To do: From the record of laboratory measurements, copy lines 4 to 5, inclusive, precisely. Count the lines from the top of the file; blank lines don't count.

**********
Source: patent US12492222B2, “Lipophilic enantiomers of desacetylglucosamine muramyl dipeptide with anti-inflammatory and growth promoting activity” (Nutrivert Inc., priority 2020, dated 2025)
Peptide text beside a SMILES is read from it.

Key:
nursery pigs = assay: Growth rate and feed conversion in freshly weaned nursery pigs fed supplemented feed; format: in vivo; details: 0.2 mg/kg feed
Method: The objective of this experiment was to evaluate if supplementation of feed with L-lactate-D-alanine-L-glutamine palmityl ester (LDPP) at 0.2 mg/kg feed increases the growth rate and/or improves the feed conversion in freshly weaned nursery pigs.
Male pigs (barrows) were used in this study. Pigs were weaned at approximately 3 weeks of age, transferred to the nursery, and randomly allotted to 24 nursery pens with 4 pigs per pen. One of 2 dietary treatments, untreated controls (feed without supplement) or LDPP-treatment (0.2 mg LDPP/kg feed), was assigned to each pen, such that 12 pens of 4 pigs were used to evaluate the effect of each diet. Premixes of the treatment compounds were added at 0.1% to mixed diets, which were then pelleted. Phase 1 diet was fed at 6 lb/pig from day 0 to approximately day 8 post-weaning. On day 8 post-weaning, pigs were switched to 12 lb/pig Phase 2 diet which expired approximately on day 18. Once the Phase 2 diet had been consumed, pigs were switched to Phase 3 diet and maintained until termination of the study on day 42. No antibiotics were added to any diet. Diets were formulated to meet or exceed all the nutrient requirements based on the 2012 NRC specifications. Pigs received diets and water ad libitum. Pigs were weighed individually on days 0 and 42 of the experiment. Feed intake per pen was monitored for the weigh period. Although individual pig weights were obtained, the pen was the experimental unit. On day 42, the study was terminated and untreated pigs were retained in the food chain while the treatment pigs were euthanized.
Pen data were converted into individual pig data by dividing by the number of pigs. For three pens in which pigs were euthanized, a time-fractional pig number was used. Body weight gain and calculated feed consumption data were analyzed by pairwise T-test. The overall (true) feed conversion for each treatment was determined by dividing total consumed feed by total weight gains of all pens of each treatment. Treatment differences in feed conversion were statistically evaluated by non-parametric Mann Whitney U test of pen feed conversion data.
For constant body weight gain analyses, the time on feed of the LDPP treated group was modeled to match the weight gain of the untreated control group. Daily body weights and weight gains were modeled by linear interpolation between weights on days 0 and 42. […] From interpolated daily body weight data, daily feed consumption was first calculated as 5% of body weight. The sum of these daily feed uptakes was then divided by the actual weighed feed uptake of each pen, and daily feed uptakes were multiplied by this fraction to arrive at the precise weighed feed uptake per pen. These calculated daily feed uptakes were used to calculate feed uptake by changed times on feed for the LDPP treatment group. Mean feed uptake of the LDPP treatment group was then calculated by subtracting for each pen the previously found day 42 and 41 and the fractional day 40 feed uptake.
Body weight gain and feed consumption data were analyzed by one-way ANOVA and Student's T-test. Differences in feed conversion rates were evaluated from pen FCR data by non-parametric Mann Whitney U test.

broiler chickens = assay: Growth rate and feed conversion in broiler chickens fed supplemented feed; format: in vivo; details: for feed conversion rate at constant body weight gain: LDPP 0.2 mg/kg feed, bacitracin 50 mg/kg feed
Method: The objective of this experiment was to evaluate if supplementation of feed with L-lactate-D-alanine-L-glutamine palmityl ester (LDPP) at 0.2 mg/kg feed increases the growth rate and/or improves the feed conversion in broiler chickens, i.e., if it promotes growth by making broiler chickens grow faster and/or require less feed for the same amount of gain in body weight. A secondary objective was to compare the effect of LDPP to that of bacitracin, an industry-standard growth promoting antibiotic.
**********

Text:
nursery pigs = assay: Growth rate and feed conversion in freshly weaned nursery pigs fed supplemented feed; format: in vivo; details: 0.2 mg/kg feed
Method: The objective of this experiment was to evaluate if supplementation of feed with L-lactate-D-alanine-L-glutamine palmityl ester (LDPP) at 0.2 mg/kg feed increases the growth rate and/or improves the feed conversion in freshly weaned nursery pigs.